Firefighter Jordan Muszynski’s kids understand that smoke alarms and CO detectors protect them 24/7. Firefighter Jordan Muszynski’s kids understand that smoke alarms and CO detectors protect them 24/7. Courtesy Jordan Muszynski

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What do I want you to take away from all this? How important it is to practice fire safety. Check and test those smoke alarms and carbon monoxide alarms with your kids. Create a home escape plan and involve the whole family. Get the timer out, practice the home escape plan twice a year, and try to beat your previous time. Your kids will feel good about helping keep the family safe, and you’ll feel good to know that fire safety is a life skill that your kids will always have. It’s a win-win.

“As a mother of two, protecting what matters most is crucial. There’s no way I would put my family in harm’s way. If my front door’s lock is broken, I am risking my family’s safety.  I wouldn't just cross my fingers and hope for the best; I'd fix it pronto! The same goes for fire safety. Don't wait for a fire to strike; test your smoke alarms monthly, and establish and practice a home escape plan. Let's pledge to keep our families fire safe - it's personal!”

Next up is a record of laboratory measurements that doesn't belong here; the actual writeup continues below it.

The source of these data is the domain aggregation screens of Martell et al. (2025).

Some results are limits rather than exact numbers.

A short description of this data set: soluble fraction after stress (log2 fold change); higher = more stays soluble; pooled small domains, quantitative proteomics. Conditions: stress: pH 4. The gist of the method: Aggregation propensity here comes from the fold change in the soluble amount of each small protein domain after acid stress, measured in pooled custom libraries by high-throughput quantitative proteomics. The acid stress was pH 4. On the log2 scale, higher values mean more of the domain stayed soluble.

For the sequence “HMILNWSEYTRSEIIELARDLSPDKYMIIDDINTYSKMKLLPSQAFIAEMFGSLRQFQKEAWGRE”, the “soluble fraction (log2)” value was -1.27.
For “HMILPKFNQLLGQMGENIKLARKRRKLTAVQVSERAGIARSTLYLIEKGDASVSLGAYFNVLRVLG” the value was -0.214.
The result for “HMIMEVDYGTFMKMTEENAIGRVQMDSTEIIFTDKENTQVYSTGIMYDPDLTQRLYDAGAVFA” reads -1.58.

-Aman Kainth, Sr. Manager, Public Education & Communications, Office of the Fire Marshal (Province of Ontario)

Fire and Life Safety Educator Josephine Park checks smoke alarms with her kids. Fire and Life Safety Educator Josephine Park checks smoke alarms with her kids. Courtesy Josephine Park.

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Author:

Josephine is a mom of 4 young kids (including identical twins), a wife, and an Acting Captain and Fire and Life Safety Educator with Toronto Fire Services.

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Josephine is a mom of 4 young kids (including identical twins), a wife, and an Acting Captain and Fire and Life Safety Educator with Toronto Fire Services, so she’s busy most of the time (busy is the code word for utterly exhausted). But thank goodness, she finds her work in the fire service energizing, and her perma-tension headache magically disappears when she’s engaging with and helping the good people of Toronto be safer from fires. 

Amidst the sometimes chaos at home, she finds solace in knowing that her husband always has her back, that not long from now, all the kids will be in school (whoo-hoo!) and that everybody in her family knows what to do if the smoke alarm starts sounding in the middle of the night (and would love for all of you to know what to do too).